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CUHK Releases Results of 'Survey on Toddler Health in Hong Kong'

HONG KONG, May 25 /PRNewswire-Asia/ -- The general health of toddlers in the SAR has room for improvement, according to a survey conducted by the Hong Kong Institute of Asia-Pacific Studies at the Chinese University of Hong Kong (CUHK). At a news conference today to announce the results, a researcher from CUHK as well as a leading Hong Kong paediatrician and a registered dietician all agreed that, based on the survey, many Hong Kong children under three years old are deficient in areas such as mental and physical development, respiratory and gastrointestinal health, and immune system development. Diet was named a critical tool for improving toddler health.

Conducted with over 1,103 families in Hong Kong, "A Survey on Toddler Health in Hong Kong" explored the most common health issues affecting youngsters under the age of three. Topics include common but preventable respiratory and gastrointestinal distress; developmental benchmarks and the importance of nutrition in helping meet them; eating habits; and chronic health problems.

    The survey revealed a number of surprising results:

    -- Nearly 90% (88.6%) of toddlers have visited the doctor for health
       issues over the past six months -- with- some visiting as many as 20
    -- 50% of toddlers see doctors because of respiratory illness, such as
       cold, flu and runny nose
    -- 26.5% of toddlers frequently (7.0%) or sometimes (19.5%) have bowel
    -- 10.7% of toddlers frequently (0.8%) or sometimes (9.9%) have diarrhea
    -- 26.5% of toddlers frequently (10.1%) or sometimes (16.4%) have eczema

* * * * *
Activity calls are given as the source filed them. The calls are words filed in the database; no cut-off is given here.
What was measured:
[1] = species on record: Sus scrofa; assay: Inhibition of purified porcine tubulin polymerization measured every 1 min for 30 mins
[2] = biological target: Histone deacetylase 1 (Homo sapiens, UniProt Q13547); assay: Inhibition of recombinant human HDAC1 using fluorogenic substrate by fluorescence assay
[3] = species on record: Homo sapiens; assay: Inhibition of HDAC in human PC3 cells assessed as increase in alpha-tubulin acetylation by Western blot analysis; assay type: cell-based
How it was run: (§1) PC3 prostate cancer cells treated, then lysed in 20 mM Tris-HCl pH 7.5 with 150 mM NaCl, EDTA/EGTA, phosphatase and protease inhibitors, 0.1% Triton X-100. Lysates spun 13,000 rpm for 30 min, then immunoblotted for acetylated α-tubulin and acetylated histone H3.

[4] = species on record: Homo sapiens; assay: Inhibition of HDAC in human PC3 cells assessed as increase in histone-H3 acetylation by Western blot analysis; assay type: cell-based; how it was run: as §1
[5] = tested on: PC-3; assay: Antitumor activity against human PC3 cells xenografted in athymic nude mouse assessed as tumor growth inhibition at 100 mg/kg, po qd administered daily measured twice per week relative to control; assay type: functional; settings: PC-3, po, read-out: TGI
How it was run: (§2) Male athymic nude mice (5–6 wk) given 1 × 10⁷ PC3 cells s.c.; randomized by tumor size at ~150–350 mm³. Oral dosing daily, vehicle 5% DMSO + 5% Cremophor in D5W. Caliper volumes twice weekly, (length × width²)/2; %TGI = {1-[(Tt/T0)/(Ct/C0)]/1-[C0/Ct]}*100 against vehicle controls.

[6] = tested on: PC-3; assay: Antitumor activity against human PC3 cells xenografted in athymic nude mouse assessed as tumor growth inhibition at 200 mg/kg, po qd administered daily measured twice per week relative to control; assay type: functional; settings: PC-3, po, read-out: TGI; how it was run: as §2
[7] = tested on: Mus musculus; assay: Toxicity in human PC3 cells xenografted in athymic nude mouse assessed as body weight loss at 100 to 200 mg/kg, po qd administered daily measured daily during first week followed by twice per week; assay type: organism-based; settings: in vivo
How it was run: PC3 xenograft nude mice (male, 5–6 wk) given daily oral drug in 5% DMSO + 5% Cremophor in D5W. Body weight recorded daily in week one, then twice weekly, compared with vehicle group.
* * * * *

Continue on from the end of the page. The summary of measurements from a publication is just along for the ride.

-- On average, Hong Kong toddlers begin to walk at 12.3 months

Among toddlers who cannot speak in complete sentences now, 5.9% are older than 24 months, while others were not walking at 12 months, as are typically the benchmarks. Nearly 40% (39%) of toddlers still need to be fed at the age of 18 months.

Mr Shum Kwok-cheung, Chinese University of Hong Kong, introduced the study and its methodology along with key data learned. Dr. R.W. Chiu, a local paediatrician, and Ms. Ingrid Kan, Accredited Dietician at St Teresa's Hospital, then offered their interpretations and recommendations based on the findings. Also on the panel was Mr. Heiko Schipper, Head of Milks Business Unit, Nestle Greater China Region, who offered insights into how the company has been working on advances in children's formula to help counter common ailments.

Speaking about how the survey was conducted, Mr Shum said, "We contacted 1,103 parents in Hong Kong and asked them a series of questions regarding toddler health, including the frequency of various symptoms of physical distress, number of times consulting medical professionals in relation to such symptoms, and basic information about diet and exercise."

Dr. Chiu said, "What is clear is that Hong Kong toddlers are not as healthy as they could be. The frequency of visiting doctors is quite surprising. Also, Hong Kong toddlers' ability to act independently and take care of themselves is weaker. Parents often have too little time due to work- related pressures, and their care for children therefore manifests in paying too much attention to clean environments and ensuring children are fed rather than looking at their children's diet and development from a holistic point of view."